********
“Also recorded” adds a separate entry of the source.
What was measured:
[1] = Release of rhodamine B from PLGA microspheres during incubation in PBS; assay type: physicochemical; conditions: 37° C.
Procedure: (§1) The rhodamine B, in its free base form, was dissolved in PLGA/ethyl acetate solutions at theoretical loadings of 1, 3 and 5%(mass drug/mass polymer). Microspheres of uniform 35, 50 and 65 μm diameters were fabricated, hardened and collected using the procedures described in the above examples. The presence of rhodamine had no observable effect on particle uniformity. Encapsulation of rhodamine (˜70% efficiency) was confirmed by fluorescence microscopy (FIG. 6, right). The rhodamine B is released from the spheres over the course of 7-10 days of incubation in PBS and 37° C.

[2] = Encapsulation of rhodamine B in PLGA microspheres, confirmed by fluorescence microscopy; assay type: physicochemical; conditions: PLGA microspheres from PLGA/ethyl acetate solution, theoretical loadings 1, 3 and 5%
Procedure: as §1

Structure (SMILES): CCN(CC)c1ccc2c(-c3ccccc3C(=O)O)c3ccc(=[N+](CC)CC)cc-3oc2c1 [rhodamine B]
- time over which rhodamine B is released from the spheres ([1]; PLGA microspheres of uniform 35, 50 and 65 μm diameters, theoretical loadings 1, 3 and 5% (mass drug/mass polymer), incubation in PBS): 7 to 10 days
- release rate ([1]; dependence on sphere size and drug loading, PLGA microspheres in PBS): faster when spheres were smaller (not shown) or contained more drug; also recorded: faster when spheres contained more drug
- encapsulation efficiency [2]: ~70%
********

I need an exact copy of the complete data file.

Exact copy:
“Also recorded” adds a separate entry of the source.
What was measured:
[1] = Release of rhodamine B from PLGA microspheres during incubation in PBS; assay type: physicochemical; conditions: 37° C.
Procedure: (§1) The rhodamine B, in its free base form, was dissolved in PLGA/ethyl acetate solutions at theoretical loadings of 1, 3 and 5%(mass drug/mass polymer). Microspheres of uniform 35, 50 and 65 μm diameters were fabricated, hardened and collected using the procedures described in the above examples. The presence of rhodamine had no observable effect on particle uniformity. Encapsulation of rhodamine (˜70% efficiency) was confirmed by fluorescence microscopy (FIG. 6, right). The rhodamine B is released from the spheres over the course of 7-10 days of incubation in PBS and 37° C.

[2] = Encapsulation of rhodamine B in PLGA microspheres, confirmed by fluorescence microscopy; assay type: physicochemical; conditions: PLGA microspheres from PLGA/ethyl acetate solution, theoretical loadings 1, 3 and 5%
Procedure: as §1

Structure (SMILES): CCN(CC)c1ccc2c(-c3ccccc3C(=O)O)c3ccc(=[N+](CC)CC)cc-3oc2c1 [rhodamine B]
- time over which rhodamine B is released from the spheres ([1]; PLGA microspheres of uniform 35, 50 and 65 μm diameters, theoretical loadings 1, 3 and 5% (mass drug/mass polymer), incubation in PBS): 7 to 10 days
- release rate ([1]; dependence on sphere size and drug loading, PLGA microspheres in PBS): faster when spheres were smaller (not shown) or contained more drug; also recorded: faster when spheres contained more drug
- encapsulation efficiency [2]: ~70%